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December 24, 2013

Books of 2013

Filed under: Annual Book Log,Life — camcintosh @ 1:23 pm

Last year my friend Paul Gould mentioned that he keeps an annual book log of what he’s traversed over the year. I thought that was a good idea, being a useful way to recall major checkpoints along one’s intellectual journey. Excluding vague cases (did I finish that?), here’s my 2013 log:

Non-Fiction

  1. Fabrice Correia and Benjamin Schneider (eds.), Metaphysical Grounding: Understanding the Structure of Reality Cambridge, 2012).
  2. James Dolezal, God without Parts: Divine Simplicity and the Metaphysics of God’s Absoluteness (Pickwick, 2011).
  3. Joseph Ellis, His Excellency: George Washington (Vintage, 2005).
  4. Anne Field, Delivered From Evil: Jesus’ Victory Over Satan (Servant, 2005).
  5. Aubrey Johnson, The One and the Many in the Israelite Conception of God (University of Wales Press, 1961).
  6. John Locke, The Reasonableness of Christianity with A Discourse of Miracles and part of A Third Letter Concerning Toleration (Stanford, 1958; rep. 2005).
  7. Martin Luther, On Christian Liberty (Fortress Press, 2003).
  8. Christian List and Philip Pettit, Group Agency: The Possibility, Design, and Status of Corporate Agents (Oxford, 2011).
  9. Thomas McCall, Which Trinity? Whose Monotheism? Philosophical and Systematic Theologians on the Metaphysics of Trinitarian Theology (Eerdmans, 2010).
  10. James McPherson, Tried by War: Abraham Lincoln as Commander in Chief (Penguin, 2009).
  11. Richard Muller, Energy for Future Presidents: The Science Behind the Headlines (W. W. Norton & Co., 2013).
  12. Amy Plantinga Pauw, The Supreme Harmony of All: The Trinitarian Theology of Jonathan Edwards (Eerdmans, 2002).
  13. C. H. Perelman, Justice (Random House, 1976).
  14. Cornelius Plantinga, Not the Way It’s Supposed to Be: A Breviary of Sin (Eerdmans, 1995).
  15. H. Wheeler Robinson, Corporate Personality in Ancient Israel (Fortress Press, 1980).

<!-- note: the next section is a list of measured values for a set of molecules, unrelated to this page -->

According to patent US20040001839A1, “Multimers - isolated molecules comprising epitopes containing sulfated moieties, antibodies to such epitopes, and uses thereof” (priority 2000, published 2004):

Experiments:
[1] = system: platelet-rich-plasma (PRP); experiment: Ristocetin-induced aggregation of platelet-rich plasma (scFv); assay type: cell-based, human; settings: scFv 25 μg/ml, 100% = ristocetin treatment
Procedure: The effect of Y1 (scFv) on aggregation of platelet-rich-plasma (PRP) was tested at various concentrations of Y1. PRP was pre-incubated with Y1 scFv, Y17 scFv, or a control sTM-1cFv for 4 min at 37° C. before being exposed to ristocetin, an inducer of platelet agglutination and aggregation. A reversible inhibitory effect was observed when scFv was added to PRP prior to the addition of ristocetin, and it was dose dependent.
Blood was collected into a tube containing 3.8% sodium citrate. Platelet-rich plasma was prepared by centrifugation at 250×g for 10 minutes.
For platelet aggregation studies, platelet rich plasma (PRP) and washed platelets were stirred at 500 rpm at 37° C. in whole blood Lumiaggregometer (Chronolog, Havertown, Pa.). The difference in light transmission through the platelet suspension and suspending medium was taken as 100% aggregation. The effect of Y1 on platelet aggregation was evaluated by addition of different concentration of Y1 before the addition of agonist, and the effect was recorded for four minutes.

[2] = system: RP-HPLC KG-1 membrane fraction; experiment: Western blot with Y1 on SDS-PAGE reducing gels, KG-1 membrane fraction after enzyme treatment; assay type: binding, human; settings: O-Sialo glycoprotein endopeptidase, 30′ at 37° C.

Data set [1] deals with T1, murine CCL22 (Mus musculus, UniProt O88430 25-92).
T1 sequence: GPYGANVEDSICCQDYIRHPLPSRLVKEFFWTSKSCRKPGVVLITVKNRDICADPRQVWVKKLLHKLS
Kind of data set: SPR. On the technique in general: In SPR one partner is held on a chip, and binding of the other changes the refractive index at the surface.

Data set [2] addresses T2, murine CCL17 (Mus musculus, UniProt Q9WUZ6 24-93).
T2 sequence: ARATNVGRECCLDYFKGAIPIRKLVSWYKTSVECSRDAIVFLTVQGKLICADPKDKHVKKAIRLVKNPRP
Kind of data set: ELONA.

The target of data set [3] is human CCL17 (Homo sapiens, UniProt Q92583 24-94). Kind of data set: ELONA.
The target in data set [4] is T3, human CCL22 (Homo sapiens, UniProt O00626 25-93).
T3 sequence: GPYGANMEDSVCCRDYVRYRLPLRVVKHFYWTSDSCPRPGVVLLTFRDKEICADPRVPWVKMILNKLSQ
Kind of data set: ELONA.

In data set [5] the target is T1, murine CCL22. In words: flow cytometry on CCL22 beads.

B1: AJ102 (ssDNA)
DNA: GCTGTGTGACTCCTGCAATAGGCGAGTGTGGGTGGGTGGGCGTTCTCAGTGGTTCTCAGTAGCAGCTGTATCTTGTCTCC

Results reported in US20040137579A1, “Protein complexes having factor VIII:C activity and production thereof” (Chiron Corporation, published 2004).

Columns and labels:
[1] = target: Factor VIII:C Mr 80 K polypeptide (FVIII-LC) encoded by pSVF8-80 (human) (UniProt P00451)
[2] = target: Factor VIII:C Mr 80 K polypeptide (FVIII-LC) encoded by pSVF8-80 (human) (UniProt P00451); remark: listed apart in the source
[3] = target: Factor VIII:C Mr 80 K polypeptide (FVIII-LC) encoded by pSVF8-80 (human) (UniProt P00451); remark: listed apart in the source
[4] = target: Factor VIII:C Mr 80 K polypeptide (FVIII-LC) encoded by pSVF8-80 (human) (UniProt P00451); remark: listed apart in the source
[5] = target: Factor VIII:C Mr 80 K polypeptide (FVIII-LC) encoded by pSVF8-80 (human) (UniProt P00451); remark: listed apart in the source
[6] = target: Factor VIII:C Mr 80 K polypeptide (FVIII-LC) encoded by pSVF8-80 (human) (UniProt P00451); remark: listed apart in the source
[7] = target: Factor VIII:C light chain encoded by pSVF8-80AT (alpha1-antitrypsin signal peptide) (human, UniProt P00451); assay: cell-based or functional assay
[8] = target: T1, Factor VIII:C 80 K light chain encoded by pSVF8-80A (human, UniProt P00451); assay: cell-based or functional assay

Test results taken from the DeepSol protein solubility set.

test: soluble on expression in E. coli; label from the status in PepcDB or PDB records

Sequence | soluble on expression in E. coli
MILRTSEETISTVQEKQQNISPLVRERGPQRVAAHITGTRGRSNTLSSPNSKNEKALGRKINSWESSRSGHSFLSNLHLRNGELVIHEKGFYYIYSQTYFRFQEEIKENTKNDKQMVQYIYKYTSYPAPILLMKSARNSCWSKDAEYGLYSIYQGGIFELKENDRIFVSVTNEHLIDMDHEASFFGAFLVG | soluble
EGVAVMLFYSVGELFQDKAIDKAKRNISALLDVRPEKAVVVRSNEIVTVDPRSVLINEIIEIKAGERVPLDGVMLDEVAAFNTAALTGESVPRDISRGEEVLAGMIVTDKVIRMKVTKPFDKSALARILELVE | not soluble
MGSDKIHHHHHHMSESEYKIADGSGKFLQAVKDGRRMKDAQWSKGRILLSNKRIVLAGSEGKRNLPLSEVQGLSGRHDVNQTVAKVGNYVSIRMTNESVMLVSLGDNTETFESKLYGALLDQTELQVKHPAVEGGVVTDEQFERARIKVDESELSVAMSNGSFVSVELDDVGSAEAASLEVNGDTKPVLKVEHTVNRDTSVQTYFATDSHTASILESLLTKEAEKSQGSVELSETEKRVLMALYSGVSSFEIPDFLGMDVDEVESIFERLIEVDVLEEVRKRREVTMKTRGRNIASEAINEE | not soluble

16. John. A. T. Robinson, The Body: A Study in Pauline Theology (SCM Press, 1952).
  17. Richard Swinburne, Simplicity as Evidence of Truth (Marquette University Press, 1997).
  18. N. T. Wright, Evil and the Justice of God (IVP, 2006).
  19. N. T. Wright, Surprised by Hope (HarperCollins, 2008).
  20. Linda Zagzebski, Omnisubjectivity (Marquette University Press, 2013). Reviewed HERE.

Fiction

  1. Max Brooks, World War Z
  2. Orson Scott Card, Ender’s Game
  3. Orson Scott Card, Ender’s Shadow
  4. Orson Scott Card, Xenocide
  5. C.S. Lewis, The Magician’s Nephew
  6. C.S. Lewis, The Lion, the Witch, and the Wardrobe
  7. C.S. Lewis, The Horse and His Boy
  8. C.S. Lewis, Prince Caspian
  9. Cormac McCarthy, No Country for Old Men

Being able to take in and appreciate a panorama is a skill worth developing. In general, (analytic) philosophy lends itself to analyzing snapshots; most of my time is spent reading so-called “tenure files”: an article here and there in various philosophy journals and volumes obscure to anyone outside a narrow few. Heck, a handful of the above books are little more than glorified articles. This coming year I have a great opportunity to work on my panoramic skills as I review Brian Leftow’s mammoth tome God and Necessity (Oxford, 2012).

My resolution will be to read more (non-fiction) books next year than I did this year.

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